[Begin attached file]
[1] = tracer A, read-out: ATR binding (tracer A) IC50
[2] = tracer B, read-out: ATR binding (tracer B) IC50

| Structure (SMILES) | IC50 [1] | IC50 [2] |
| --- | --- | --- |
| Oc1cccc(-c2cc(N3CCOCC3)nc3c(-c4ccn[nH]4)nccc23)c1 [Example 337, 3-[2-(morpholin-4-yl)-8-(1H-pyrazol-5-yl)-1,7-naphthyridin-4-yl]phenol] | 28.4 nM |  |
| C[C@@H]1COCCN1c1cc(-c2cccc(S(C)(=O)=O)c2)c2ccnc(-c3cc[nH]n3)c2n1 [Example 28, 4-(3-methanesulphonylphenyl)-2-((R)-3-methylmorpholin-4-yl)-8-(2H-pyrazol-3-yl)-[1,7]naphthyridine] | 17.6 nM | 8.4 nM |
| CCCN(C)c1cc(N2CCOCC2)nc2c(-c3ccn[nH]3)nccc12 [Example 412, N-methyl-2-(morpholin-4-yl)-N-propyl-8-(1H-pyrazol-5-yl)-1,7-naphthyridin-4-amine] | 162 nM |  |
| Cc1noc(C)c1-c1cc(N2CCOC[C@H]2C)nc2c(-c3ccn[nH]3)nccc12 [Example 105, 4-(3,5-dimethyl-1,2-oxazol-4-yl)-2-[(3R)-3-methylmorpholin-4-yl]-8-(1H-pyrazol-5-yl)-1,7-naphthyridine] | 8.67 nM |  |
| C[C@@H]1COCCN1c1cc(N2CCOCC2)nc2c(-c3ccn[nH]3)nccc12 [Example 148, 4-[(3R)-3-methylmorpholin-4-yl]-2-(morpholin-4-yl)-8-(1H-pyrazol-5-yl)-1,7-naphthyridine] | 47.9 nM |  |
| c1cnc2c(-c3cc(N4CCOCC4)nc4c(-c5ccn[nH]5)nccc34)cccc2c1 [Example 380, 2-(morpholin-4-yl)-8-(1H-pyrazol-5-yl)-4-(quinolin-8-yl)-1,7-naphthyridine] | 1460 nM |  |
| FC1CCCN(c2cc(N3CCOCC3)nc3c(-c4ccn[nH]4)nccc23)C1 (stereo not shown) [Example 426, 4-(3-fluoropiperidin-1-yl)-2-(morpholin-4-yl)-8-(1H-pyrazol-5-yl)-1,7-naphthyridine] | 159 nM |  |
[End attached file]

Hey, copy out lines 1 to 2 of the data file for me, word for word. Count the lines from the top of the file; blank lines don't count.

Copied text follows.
[1] = tracer A, read-out: ATR binding (tracer A) IC50
[2] = tracer B, read-out: ATR binding (tracer B) IC50